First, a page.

Finns vote as far right aims to unseat PM Sanna Marin

Finns vote as far right aims to unseat PM Sanna Marin
Voters prepare to cast a ballot at a polling center during the Finnish general elections


Finns began voting on Sunday in legislative elections that could see the country take a dramatic turn to the right, as centre-right and anti-immigration parties vie to unseat Social Democratic Prime Minister Sanna Marin.

After the breakthrough by nationalists in neighbouring Sweden and the far right's victory in Italy last year, Finland could become the latest country to join the nationalist wave in Europe.

First results are expected around 8:00 pm (1700 GMT).

The vote comes just days ahead of Finland's formal accession to the NATO defence alliance, made possible after Turkey ratified the country's membership bid on Thursday.

"The polls show that the more right-wing political trend in Finland is gaining strength," Juho Rahkonen from the E2 research institute told AFP.

Traditionally, the biggest of the eight main parties in parliament gets the first chance to build a government, and since the 1990s that party has always claimed the prime minister's office.

"We are aiming to win this election and continue our work for a more sustainable future," Marin told reporters at her final campaign event in Helsinki on Saturday.

The latest survey published on Thursday by public broadcaster Yle showed the centre-right National Coalition holding a thin lead at 19.8 percent, with the nationalist eurosceptic Finns Party in second place at 19.5 percent.

The Social Democratic Party (SDP) led by Marin, who took office in 2019 as the world's youngest prime minister at age 34, was in third place with 18.7 percent.

"We have had a great campaign. We have the best candidates all over Finland and we are first in the polls, so I'm optimistic," National Coalition leader Petteri Orpo told AFP at a campaign rally on Saturday.


- Far-right surge -


While Marin ranks as Finland's most popular prime minister this century in polls, she is struggling to convert her popularity into SDP seats in parliament.

"Although she is exceptionally popular, she also arouses opposition. The political divide has been reinforced," Rahkonen said.

While some view her as a strong leader who deftly navigated the Covid-19 pandemic and the NATO membership process, others see the rising public debt on her watch and backlash over video clips of her partying as signs of her inexperience.

"I liked Marin ... but I don't personally believe that her ideas about economic policy are something she and her government can actually achieve," 29-year-old voter Kasper Kylmala told AFP after casting his ballot.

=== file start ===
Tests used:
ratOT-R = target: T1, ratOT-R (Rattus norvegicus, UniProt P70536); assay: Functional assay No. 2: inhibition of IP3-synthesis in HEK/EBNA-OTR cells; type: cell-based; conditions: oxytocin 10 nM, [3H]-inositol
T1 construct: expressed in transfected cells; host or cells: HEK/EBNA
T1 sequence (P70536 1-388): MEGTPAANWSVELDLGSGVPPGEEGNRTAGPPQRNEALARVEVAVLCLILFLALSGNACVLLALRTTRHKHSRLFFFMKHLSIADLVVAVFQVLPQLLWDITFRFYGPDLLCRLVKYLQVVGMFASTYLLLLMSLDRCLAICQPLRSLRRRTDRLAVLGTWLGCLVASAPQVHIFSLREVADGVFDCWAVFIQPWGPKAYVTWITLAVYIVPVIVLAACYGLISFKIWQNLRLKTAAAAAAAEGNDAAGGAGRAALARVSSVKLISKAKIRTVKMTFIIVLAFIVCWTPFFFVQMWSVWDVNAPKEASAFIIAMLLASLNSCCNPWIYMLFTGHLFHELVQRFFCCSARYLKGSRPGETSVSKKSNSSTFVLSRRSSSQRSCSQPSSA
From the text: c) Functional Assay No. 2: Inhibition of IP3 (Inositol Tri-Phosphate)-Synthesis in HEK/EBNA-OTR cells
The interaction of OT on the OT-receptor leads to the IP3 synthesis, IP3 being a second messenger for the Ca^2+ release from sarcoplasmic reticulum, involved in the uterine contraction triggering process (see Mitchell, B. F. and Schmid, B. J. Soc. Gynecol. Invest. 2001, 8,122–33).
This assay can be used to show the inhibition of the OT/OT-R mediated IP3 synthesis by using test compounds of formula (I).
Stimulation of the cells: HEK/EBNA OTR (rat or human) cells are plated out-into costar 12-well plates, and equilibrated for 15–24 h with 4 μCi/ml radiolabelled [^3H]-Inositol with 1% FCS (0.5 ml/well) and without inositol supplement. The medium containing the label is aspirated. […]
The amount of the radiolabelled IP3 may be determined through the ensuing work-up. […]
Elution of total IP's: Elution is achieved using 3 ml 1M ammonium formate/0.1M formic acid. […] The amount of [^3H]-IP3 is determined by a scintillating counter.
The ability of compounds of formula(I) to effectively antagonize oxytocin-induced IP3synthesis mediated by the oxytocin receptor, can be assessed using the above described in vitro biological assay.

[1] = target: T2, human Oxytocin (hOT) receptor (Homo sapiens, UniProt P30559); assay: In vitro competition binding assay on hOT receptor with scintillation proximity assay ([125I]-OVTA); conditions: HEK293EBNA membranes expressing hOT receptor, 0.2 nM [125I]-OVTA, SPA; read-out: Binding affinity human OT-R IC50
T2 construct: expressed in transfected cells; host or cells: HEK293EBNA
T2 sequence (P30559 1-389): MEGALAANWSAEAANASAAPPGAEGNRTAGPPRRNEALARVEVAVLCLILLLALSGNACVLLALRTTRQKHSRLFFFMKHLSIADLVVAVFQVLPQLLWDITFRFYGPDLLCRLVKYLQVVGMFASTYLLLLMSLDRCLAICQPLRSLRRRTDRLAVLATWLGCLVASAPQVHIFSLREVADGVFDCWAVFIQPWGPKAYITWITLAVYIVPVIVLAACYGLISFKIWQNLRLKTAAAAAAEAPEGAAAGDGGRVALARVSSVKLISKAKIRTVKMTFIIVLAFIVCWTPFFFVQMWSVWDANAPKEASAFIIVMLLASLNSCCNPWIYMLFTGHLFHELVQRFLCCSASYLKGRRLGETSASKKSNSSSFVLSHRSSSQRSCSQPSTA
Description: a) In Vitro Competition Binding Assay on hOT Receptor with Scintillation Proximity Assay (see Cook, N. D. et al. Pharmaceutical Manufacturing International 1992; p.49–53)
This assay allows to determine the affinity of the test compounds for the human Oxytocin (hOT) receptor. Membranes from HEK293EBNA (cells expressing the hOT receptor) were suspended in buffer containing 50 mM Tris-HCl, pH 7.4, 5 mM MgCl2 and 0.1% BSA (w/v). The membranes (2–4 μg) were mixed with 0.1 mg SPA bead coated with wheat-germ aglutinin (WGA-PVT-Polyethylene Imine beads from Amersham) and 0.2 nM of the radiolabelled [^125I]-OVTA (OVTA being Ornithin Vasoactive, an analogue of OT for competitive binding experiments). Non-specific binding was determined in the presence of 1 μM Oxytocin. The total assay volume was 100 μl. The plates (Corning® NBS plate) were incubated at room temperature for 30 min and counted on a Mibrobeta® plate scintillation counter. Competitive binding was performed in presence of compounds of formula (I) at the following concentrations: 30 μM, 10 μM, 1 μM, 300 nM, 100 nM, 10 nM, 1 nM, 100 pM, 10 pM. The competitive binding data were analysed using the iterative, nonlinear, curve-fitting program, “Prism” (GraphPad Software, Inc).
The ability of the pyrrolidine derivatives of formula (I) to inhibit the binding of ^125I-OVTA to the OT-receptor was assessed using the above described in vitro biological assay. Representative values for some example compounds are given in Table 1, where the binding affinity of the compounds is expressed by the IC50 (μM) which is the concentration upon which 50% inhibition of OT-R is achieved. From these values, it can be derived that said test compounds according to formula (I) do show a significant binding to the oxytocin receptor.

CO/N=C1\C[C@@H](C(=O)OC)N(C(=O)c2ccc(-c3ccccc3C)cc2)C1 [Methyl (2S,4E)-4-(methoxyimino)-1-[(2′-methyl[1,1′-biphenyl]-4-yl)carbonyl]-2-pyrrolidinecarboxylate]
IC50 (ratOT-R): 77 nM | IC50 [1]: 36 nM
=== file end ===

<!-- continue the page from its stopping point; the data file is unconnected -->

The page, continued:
Finland's debt-to-GDP ratio has risen from 64 percent in 2019 to 73 percent, which Orpo's National Coalition wants to address by cutting spending by six billion euros ($6.5 billion).

Marin has accused the National Coalition of wanting to "take from the poor to give to the rich".

A top spot for the far-right Finns Party, and a far-right prime minister, would be a first in Finland.

Finns Party leader Riikka Purra is poised to top her party's record score.

Her eurosceptic party wants a hard line on immigration, pointing to neighbouring Sweden's problems with gang violence as a cautionary tale.

"The biggest issue at the moment is the growing juvenile delinquency," Purra told AFP on Saturday.


- Difficult negotiations -


Support for the populist party has surged since last summer, spurred by the decline in purchasing power following Russia's invasion of Ukraine, Rahkonen said.

While the party served in a centre-right government in 2015, it later split into two factions, one hard-line and the other moderate. Only the hard-liners are still in parliament.

The Finns Party sees an exit from the European Union as a long-term goal and wants to postpone Finland's target of carbon neutrality for 2035.

"The nationalistic right-wing party is most likely going to win so I am doing my part in any way I can to try to stop that," 31-year-old voter Markus Hallsten told AFP at a Helsinki polling station.

Negotiations to build a government are expected to be thorny.

Marin has ruled out forming a government with what she calls the "openly racist" Finns Party, while Orpo has said he will keep his options open, despite clashing with the Finns Party on immigration, the EU and climate policy.

This gives him a central role in forming the next government, as both the Finns Party and the SDP would probably need him to obtain a majority.

About 40 percent of voters have cast their ballots in advance.